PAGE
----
I think the iPhone will meet its one and only sales projection of 10 million units by end of 2008, especially if they sell $299 and $399 versions, and continue to upgrade the radio, the storage and the software. But that isn't going to make Apple a 50 billion $ company, and I'm talking about 2010+.
I couldn't quite figure out why Jobs was hyping it this much. It's not just a usable and fun to use phone to him, but it seems like its the way forward to the next 30 years, and with all the iPhone news, Otellini's comments on Silverthorne, the Palm Foleo, Jobs/Gates' talk about the "Cloud" at Mossberg's conference, and finally the seeming fact that no one is excited about personal computers anymore, it finally dawned on me that, yup, the handheld computer is the way forward (for Apple).
I don't know about you guys, but personal computers have more computing power then 95% of the market's needs. Most especially the consumer market. The usage model for today's users is Internet stuff, and we have ample horsepower for that. Even gamers seem satiated. The hardware vendors seem desperate for MS to make Windows slower so that there is a good reason to upgrade!
I mean, were most people really excited to see the Mac Pro go from a 2-socket 4-core 2.66 GHz machine to a 2-socket 8-core 3 GHz machine? Were people excited about the MacBook upgrades? Really, if the MacBook goes from 2 GHz to 2.4 GHz, I don't think it'll make people very excited anymore. It seems that a 2 GHz Core 2 Duo will serve the needs of 95% of the users out there. That's just not good news to PC makers.
The path does seem to be the "Cloud".
The cloud is a wireless internet infrastructure. It really needs to be 100 mbit/s (probably 1000 mbit/s) before it becomes the "Cloud", but once that happens, I think it finally spells a sea change in the market. The telcos will be victorious over cable companies (unless the cable companies go wireless) in the long war between the two for providing Internet access. Why? You just buy a TV with a wireless built-in and you can view any kind of content you want.
So, why do I think a handheld computer will replace a personal computer? Primarily because of the problems with syncing. It's far easier, if you just had one device. All assuming that we reject putting our data on some server somewhere. So, if there is choice between the two, the Cloud will dictate that it'll be your hand held one because all of your vital computing stuff can then be with you at all times.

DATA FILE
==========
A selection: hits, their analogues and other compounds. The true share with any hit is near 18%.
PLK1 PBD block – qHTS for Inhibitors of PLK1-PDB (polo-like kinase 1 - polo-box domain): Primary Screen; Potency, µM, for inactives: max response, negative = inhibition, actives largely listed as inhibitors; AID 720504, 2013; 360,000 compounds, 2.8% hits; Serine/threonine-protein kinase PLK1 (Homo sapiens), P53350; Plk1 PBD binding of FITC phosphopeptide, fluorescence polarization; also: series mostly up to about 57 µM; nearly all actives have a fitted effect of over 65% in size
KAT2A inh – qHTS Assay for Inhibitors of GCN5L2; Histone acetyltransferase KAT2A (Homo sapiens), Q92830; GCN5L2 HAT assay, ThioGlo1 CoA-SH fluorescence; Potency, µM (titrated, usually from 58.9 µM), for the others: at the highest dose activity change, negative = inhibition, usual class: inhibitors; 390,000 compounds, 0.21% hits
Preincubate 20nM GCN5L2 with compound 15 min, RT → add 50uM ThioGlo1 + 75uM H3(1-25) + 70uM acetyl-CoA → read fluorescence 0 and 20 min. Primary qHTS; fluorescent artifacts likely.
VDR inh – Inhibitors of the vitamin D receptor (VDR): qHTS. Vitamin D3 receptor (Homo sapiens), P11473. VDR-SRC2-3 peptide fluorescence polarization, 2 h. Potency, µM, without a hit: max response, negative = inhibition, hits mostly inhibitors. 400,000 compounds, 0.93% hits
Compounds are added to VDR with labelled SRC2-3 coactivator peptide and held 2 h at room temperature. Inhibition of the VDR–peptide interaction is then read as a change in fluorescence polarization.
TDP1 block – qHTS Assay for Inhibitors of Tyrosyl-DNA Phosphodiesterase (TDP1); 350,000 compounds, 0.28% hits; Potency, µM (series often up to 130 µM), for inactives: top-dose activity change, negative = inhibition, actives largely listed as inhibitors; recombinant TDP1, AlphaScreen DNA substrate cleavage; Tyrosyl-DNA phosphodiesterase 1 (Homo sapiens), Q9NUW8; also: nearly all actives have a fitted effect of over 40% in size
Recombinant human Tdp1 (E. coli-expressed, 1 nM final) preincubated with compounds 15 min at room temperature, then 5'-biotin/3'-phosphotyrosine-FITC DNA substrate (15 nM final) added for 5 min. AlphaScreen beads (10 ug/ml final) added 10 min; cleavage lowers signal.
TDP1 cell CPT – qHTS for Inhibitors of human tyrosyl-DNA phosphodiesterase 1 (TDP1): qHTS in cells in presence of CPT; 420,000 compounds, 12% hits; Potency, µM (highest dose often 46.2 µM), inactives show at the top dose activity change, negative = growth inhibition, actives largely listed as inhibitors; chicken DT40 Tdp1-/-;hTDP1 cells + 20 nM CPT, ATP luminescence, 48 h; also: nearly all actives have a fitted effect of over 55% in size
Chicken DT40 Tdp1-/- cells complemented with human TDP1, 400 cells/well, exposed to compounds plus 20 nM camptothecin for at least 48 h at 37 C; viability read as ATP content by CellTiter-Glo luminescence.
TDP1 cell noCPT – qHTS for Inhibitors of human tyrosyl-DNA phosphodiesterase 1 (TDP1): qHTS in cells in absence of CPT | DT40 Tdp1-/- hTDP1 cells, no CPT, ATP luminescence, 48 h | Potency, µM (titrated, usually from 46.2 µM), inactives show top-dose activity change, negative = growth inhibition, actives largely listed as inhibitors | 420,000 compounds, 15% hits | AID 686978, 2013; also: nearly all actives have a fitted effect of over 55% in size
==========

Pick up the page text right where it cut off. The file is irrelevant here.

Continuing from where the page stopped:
The stars are aligned. Usage models for computing isn't compute-bound anymore, its network-bound. It's amazing, but the software has to catch up to today's hardware. It never will (software design cycles are longer than hardware ones), so the hardware guys will slow down and concentrate elsewhere. The elsewhere is in the ultra-mobile space.
Today's cell phones contain hardware about equivalent to a laptop circa 2000, maybe 2001. In 3 or 4 years, they will be as powerful as today's laptops with ~1.5 GHz dual cores. In 3 or 4 years, I don't think I'd be needing a more powerful personal computer than what I could get today. I don't think I'd need a 24+ inch monitor either. (Where does a personal computer go from today? Other than replacements and incremental penetration into the population?)
So, all I'd do is dock the hand held computer to a 24 inch monitor with keyboard and mouse or a laptop cradle with 15" monitor and keyboard & trackpad, and away I go. (There could be the wireless dock option too). Perhaps the caveat is the need for terabytes of storage presuming I have a video library, but that could come with the TV or your home data server.
So, this is where the iPhone (and AppleTV) comes in. In 2010, when the iPhone has a few 1 GHz processors and 64 GB of flash (or 250 GB of disk if Apple intends to make a disk based one) operating over 50+ Mbit/s WiMAX, will you really need to have a separate computer?
If the answer is no, then you have to ask the same question in the business world full of cubicle farms. If you have your work computer/cell phone with you 24/7, I'm sure the managers won't mind. Heck, they may even be doing something Green by letting you telecommute more often as long as you are still productive, wherever you may be. If that answer is no, than oh boy.
The cell phone market is one where 90+% penetration into the population is possible, with a big fraction having more than one. PC penetration? I'm not sure if it has broken 50%, what is it, 40%?
This is where iPhone is going, and I think Jobs wants to ship 50+ maybe 100+ million units a year eventually.
A note about AppleTV. It's an "iPod" with a TV as screen. Apple knows that the living room is a big market, but I don't think they quite know how to do it yet, hence Jobs states that AppleTV is a hobby. I'm beginning to think that Apple indeed has to make an actual "Apple TV" that is in essence a immobile iPhone - an OS X computer TV. One with a wireless capabilities. This is assuming they can convince the content makers to go electrons only. I presume AT&T would be a willing partner.